New Highways Agency Could Save Taxpayers £2.6 Billion
Highways Agency Likely To Become Government-Owned Company
The Highways Agency could be transformed into a government-owned company that saves the taxpayer £2.6 billion over the next ten years. As things stand, it is an Executive Agency of the Department for Transport – which is a semi-independent organisation responsible for implementing the government's objectives, e.g. to maintain roads. The government has claimed that creating a company would give the Highways Agency a “high degree of day-to-day freedom by removing central government from operational decisions”. This could protect it from the varying objectives of successive ministers. It might also allow it to “create clear incentives to drive efficiency” that save money and resources. Furthermore, a watchdog could be created to “better reflect the views of motorists” and monitor the company's performance. So, the government has - before finalising any details – launched a consultation seeking the public's views on its proposals.
Minister Discusses Highways Agency Company
Roads Minister Robert Goodwill said: “This government has committed to the biggest ever investment in our road network worth £50 billion over the next 15 years, but we need to make sure it is spent wisely. Transforming the Highways Agency into a government-owned company means long-term savings for the taxpayer, and making sure our roads are fit for the 21st century – supporting jobs and growth across the economy.” He added: “I also want motorists to have a greater say in how their roads are run and that is why I have proposed an independent watchdog - free from government - is set up to make sure the Highways Agency is delivering the wants, needs and expectations of motorists.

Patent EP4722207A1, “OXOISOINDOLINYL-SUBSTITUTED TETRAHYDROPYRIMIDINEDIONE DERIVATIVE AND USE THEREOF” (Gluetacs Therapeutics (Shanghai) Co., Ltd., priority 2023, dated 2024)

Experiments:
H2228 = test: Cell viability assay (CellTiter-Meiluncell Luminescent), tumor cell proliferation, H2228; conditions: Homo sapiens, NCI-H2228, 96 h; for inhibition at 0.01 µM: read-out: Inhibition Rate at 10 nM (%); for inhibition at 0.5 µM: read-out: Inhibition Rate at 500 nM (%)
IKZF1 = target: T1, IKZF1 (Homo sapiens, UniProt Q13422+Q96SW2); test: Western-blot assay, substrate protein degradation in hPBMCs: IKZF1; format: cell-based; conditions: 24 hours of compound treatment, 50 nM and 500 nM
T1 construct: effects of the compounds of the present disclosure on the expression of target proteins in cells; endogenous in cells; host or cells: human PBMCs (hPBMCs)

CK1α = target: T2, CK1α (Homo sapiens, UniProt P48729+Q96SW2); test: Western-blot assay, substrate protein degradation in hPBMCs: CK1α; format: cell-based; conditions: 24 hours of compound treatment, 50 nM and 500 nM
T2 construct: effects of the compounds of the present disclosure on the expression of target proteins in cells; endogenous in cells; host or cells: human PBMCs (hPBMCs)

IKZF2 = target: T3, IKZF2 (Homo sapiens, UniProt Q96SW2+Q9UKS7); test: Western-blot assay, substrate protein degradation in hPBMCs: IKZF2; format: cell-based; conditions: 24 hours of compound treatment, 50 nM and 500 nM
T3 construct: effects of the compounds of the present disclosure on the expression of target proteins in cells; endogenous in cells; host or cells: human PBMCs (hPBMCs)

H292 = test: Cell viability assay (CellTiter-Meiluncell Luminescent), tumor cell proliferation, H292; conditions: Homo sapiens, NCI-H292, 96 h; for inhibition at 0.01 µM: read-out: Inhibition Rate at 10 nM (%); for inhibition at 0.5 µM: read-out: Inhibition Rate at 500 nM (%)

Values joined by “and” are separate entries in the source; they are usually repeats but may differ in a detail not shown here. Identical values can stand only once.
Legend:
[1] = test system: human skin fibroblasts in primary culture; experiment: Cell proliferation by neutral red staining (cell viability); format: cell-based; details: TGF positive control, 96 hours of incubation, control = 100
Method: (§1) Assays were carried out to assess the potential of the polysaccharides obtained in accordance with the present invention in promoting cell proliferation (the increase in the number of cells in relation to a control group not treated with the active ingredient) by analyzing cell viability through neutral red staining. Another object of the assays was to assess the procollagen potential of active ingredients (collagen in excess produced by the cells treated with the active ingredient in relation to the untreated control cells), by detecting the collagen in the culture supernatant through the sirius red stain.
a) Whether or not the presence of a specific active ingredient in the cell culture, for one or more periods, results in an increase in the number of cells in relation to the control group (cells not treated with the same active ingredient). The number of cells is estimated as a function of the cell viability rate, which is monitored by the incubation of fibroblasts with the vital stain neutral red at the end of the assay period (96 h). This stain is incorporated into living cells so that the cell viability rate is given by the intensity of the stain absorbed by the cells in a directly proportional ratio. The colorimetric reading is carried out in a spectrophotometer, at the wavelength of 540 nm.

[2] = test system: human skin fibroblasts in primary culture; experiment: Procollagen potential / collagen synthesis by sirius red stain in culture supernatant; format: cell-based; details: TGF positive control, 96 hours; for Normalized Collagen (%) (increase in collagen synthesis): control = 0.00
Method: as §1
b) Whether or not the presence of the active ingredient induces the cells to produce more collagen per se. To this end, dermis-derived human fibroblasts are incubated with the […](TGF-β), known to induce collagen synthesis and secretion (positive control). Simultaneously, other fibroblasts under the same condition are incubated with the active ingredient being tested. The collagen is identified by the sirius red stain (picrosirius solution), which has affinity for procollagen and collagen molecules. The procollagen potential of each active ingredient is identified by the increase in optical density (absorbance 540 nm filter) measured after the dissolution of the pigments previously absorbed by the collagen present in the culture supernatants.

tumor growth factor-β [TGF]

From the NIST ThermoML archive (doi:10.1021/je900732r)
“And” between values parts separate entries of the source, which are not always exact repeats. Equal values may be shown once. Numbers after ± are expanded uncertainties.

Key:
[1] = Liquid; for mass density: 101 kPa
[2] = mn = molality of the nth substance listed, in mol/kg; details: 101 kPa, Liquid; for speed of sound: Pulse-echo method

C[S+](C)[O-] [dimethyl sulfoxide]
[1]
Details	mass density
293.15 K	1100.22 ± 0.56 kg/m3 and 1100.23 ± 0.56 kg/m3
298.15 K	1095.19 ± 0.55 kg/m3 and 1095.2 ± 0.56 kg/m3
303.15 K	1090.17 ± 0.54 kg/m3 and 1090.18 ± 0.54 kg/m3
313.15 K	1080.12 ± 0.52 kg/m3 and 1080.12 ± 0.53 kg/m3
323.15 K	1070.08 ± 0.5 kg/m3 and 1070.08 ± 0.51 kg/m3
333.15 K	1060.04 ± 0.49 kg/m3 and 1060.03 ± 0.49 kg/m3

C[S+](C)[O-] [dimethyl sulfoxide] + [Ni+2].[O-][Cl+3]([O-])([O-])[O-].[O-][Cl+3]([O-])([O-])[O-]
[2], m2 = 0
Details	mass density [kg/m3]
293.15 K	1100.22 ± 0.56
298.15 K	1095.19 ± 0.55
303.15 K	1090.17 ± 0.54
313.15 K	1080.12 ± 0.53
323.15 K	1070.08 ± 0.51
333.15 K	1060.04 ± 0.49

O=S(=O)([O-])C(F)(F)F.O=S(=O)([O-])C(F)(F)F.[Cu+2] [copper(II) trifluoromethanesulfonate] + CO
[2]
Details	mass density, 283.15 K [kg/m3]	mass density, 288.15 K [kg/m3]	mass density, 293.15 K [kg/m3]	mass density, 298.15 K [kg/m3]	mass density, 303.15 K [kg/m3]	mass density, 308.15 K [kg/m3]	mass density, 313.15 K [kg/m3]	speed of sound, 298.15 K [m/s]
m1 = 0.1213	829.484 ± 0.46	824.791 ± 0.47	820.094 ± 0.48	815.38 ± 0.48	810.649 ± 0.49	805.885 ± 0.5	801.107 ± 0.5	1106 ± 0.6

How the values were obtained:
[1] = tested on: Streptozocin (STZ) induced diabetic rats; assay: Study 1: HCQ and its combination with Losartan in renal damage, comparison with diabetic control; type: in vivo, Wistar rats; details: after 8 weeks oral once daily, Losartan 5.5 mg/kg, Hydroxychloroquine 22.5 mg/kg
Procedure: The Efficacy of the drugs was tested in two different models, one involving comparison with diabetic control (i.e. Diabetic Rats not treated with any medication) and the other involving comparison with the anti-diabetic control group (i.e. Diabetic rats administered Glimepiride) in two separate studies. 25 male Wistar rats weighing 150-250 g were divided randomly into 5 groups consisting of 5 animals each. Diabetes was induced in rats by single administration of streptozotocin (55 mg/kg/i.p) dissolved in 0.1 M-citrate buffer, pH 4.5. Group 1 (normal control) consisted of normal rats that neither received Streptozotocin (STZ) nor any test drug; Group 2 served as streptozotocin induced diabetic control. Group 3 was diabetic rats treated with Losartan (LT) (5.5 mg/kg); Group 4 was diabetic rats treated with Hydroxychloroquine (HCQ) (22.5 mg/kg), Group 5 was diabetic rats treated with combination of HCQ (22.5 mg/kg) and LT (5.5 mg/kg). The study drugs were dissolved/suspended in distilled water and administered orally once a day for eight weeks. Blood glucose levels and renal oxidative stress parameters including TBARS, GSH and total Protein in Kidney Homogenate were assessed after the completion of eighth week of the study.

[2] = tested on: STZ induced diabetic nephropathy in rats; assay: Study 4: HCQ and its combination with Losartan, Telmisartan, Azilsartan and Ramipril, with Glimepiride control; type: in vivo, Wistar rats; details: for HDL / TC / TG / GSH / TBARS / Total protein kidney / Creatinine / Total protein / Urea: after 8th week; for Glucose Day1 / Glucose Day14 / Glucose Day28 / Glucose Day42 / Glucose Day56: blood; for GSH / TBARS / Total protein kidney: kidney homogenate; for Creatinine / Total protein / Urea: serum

Role Of The Highways Agency
The Highways Agency was created in March 1994 to support the country's economy by operating, maintaining, and improving the Strategic Road Network in England. This incorporates more than four-thousand miles of motorway and a-roads that move people/goods. Whereas this only accounts for approximately two percent of the country's roads by length, it carries one-third of all traffic by mileage. Significantly, this includes two-thirds of heavy goods vehicle traffic which is vital to the economy. The Agency's typical tasks include improving key routes to better cope with traffic. Details of any forthcoming initiatives can be found on its website. It also operates smart motorways, sets the standards building constructors must adhere to and keeps motorists up to date with traffic information.